Giving Idaho Hatchery Fish An Exercise Program
Exercise is something we often talk about in January, usually in the context of getting healthier.
But here in Idaho, biologists and engineers are looking for ways to get fish more exercise. Specifically - trout, salmon, and steelhead raised in hatcheries. The idea is to force fish to work out so they're in better shape - and more likely to live - once they're released.
Right now, hatchery fish are raised in long, rectangular tanks called raceways. The tanks are hard to clean and sweeping out fish waste is expensive.
The idea grew out of a plan to find better ways to clean raceways. Now, managers hope to kill two birds with one stone: flush out waste, and force fish to 'get physical.' The goal is to make the water in the raceway move faster by adding baffles.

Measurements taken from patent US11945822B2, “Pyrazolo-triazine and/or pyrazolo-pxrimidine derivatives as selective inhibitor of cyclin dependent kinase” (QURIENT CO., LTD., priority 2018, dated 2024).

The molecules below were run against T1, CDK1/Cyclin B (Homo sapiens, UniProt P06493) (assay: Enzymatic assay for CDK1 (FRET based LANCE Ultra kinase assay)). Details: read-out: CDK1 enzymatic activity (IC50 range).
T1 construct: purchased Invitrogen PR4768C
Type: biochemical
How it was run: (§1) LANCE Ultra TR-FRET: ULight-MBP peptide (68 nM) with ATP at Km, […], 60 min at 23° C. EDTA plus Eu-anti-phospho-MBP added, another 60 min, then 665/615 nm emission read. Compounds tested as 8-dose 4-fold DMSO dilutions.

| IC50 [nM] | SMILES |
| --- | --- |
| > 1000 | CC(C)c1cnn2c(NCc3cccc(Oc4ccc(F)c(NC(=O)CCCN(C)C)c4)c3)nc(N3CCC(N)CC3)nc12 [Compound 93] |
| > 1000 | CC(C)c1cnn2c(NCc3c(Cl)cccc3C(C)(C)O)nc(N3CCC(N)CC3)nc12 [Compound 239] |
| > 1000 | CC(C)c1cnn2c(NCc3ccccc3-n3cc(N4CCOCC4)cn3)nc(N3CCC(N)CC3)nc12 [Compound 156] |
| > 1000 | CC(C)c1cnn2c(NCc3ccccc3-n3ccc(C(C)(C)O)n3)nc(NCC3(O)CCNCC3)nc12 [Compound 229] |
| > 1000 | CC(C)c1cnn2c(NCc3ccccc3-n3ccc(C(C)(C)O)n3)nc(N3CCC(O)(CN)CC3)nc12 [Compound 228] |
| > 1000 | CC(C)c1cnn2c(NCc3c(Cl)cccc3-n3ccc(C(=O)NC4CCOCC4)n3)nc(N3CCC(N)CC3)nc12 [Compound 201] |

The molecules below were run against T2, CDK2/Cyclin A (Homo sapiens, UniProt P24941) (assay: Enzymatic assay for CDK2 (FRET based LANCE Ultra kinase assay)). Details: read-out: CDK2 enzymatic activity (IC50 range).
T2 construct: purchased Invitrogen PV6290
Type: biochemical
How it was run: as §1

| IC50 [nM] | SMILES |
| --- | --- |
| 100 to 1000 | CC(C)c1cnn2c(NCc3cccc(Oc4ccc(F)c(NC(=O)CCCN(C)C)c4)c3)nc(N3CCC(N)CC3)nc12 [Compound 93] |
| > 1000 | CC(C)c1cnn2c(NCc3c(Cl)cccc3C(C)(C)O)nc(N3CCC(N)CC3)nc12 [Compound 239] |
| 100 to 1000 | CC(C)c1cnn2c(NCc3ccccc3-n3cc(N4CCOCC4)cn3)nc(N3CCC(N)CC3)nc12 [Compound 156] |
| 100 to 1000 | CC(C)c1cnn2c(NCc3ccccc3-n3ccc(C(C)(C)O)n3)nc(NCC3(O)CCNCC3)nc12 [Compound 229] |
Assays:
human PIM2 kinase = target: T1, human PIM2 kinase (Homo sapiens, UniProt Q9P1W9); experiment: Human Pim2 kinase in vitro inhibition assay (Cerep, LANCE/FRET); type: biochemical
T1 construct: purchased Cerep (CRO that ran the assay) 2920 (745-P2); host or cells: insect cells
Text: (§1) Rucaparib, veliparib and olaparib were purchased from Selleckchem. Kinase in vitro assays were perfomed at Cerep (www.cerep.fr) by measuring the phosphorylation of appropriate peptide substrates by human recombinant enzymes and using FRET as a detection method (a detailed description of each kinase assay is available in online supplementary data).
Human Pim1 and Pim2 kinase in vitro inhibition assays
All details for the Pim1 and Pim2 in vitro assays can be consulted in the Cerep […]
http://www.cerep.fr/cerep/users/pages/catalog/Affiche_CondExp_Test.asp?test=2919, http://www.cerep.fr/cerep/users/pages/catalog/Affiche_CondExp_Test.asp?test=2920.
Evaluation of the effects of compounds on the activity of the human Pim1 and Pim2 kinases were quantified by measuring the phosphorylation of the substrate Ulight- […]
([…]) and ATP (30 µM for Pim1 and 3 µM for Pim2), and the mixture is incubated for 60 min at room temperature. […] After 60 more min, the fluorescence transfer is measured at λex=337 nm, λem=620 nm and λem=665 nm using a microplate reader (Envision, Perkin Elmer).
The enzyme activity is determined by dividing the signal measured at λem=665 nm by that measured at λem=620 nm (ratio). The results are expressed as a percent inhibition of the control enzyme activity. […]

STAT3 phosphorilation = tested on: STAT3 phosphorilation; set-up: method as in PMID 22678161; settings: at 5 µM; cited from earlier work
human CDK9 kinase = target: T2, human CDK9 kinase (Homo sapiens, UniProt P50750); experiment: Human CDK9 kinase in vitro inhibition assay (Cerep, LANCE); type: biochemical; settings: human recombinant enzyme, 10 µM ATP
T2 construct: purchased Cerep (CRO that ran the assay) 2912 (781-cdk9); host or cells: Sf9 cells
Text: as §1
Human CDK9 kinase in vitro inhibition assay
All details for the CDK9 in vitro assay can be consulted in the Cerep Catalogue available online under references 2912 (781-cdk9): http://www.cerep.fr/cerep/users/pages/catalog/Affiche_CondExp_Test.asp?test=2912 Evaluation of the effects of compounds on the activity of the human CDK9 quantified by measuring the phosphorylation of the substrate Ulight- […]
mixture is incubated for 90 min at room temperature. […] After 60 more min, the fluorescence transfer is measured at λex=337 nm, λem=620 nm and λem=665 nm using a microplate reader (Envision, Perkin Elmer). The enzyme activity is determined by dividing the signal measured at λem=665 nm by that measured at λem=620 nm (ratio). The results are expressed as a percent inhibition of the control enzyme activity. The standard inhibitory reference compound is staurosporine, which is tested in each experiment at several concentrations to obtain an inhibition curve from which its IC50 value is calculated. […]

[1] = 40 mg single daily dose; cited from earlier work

Kevin Meyer is a biologist with Idaho Fish and Game. He says, along with saving money, the faster water could benefit the fish, by giving them a little healthy exercise.
“And when we stock them in reservoirs, it may give them an added ability to escape any predators that are out there, whether that’s birds or other fish, so we may see that sort of a benefit as well,” he says.
Ralph Budwig is a professor of mechanical engineering at the University of Idaho’s StreamLab in Boise. The lab is basically a large indoor river on stilts. Budwig says it’s the perfect place to test ways to make the water move faster.
Meyer says they hope to try out the new baffle system in a couple of hatcheries early this year.
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